In 2007, the country with the highest estimated incidence rate of TB was Swaziland, with 1,200 cases per 100,000 people. India had the largest total incidence, with an estimated 2.0 million new cases. In developed countries, tuberculosis is less common and is found mainly in urban areas. Rates per 100,000 people in different areas of the world where: globally 178, Africa 332, the Americas 36, Eastern Mediterranean 173, Europe 63, South East Asia 278, and Western Pacific 139 in 2010. In Canada and Australia, tuberculosis is many times more common among the aboriginal peoples, especially in remote areas. In the United States the Aborigines have a five fold greater mortality from TB.
The incidence of TB varies with age. In Africa, it primarily affects adolescents and young adults. However, in countries where incidence rates have declined dramatically (such as the United States), TB is mainly a disease of older people and the immunocompromised.
Tuberculosis has been present in humans since antiquity. The earliest unambiguous detection of M. tuberculosis involves evidence of the disease in the remains of bison dated to approximately 17,000 years ago. However, whether tuberculosis originated in bovines, then was transferred to humans, or whether it diverged from a common ancestor, is currently unclear. A comparison of the genes of M. tuberculosis complex (MTBC) in humans to MTBC in animals suggests that humans did not acquire MTBC from animals during animal domestication, as was previously believed. Both strains of the tuberculosis bacteria share a common ancestor, which could have infected humans as early as the Neolithic Revolution. Skeletal remains show prehistoric humans (4000 BC) had TB, and researchers have found tubercular decay in the spines of Egyptian mummies dating from 3000–2400 BC. "Phthisis" is a Greek word for consumption, an old term for pulmonary tuberculosis; around 460 BC, Hippocrates identified phthisis as the most widespread disease of the times. It was said to involve fever and the coughing up of blood, which was almost always fatal. Genetic studies suggest TB was present in the Americas from about the year 100 AD.
Before the Industrial Revolution, folklore often associated tuberculosis with vampires. When one member of a family died from it, the other infected members would lose their health slowly. People believed this was caused by the original person with TB draining the life from the other family members.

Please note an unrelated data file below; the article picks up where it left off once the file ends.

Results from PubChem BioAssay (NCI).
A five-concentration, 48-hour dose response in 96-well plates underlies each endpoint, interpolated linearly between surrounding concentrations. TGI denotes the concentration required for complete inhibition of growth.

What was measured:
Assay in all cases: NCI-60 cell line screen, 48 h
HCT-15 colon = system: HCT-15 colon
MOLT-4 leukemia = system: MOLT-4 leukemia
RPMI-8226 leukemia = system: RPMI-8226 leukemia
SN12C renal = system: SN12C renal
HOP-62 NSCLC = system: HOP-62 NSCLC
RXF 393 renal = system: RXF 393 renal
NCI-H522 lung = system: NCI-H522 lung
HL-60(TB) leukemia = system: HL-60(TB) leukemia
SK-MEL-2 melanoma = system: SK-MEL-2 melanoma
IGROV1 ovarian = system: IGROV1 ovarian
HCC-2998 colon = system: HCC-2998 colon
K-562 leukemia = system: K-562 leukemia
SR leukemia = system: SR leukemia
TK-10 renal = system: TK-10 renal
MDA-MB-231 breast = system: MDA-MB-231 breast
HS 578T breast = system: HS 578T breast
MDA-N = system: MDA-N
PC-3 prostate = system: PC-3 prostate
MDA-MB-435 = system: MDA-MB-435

Although the pulmonary form associated with tubercles was established as a pathology by Dr Richard Morton in 1689, due to the variety of its symptoms, TB was not identified as a single disease until the 1820s, and was not named tuberculosis until 1839 by J. L. Schönlein. During the years 1838–1845, Dr. John Croghan, the owner of Mammoth Cave, brought a number of people with tuberculosis into the cave in the hope of curing the disease with the constant temperature and purity of the cave air: they died within a year. Hermann Brehmer opened the first TB sanatorium in 1859 in Sokołowsko, Poland.
The bacillus causing tuberculosis, Mycobacterium tuberculosis, was identified and described on 24 March 1882 by Robert Koch. He received the Nobel Prize in physiology or medicine in 1905 for this discovery. Koch did not believe the bovine (cattle) and human tuberculosis diseases were similar, which delayed the recognition of infected milk as a source of infection. Later, the risk of transmission from this source was dramatically reduced by the invention of the pasteurization process. Koch announced a glycerine extract of the tubercle bacilli as a "remedy" for tuberculosis in 1890, calling it 'tuberculin'. While it was not effective, it was later successfully adapted as a screening test for the presence of presymptomatic tuberculosis.
Albert Calmette and Camille Guérin achieved the first genuine success in immunization against tuberculosis in 1906, using attenuated bovine-strain tuberculosis. It was called BCG (bacillus of Calmette and Guérin). The BCG vaccine was first used on humans in 1921 in France, but only received widespread acceptance in the USA, Great Britain, and Germany after World War II.
Tuberculosis caused the most widespread public concern in the 19th and early 20th centuries as an endemic disease of the urban poor. In 1815, one in four deaths in England was due to "consumption". By 1918, one in six deaths in France was still caused by TB. After determining that the disease was contagious in the 1880s, TB was put on a notifiable disease list in Britain, campaigns were started to stop people from spitting in public places, and the infected poor were "encouraged" to enter sanatoria that resembled prisons (the sanatoria for the middle and upper classes offered excellent care and constant medical attention). Whatever the (purported) benefits of the "fresh air" and labor in the sanatoria, even under the best conditions, 50% of those who entered died within five years (ca. 1916).
In Europe, rates of tuberculosis began to rise in the early 1600s to a peak level in the 1800s, when it caused nearly 25% of all deaths. Mortality then decreased nearly 90% by the 1950s. Improvements in public health began significantly reducing rates of tuberculosis even before the arrival of streptomycin and other antibiotics, although the disease remained a significant threat to public health such that when the Medical Research Council was formed in Britain in 1913, its initial focus was tuberculosis research.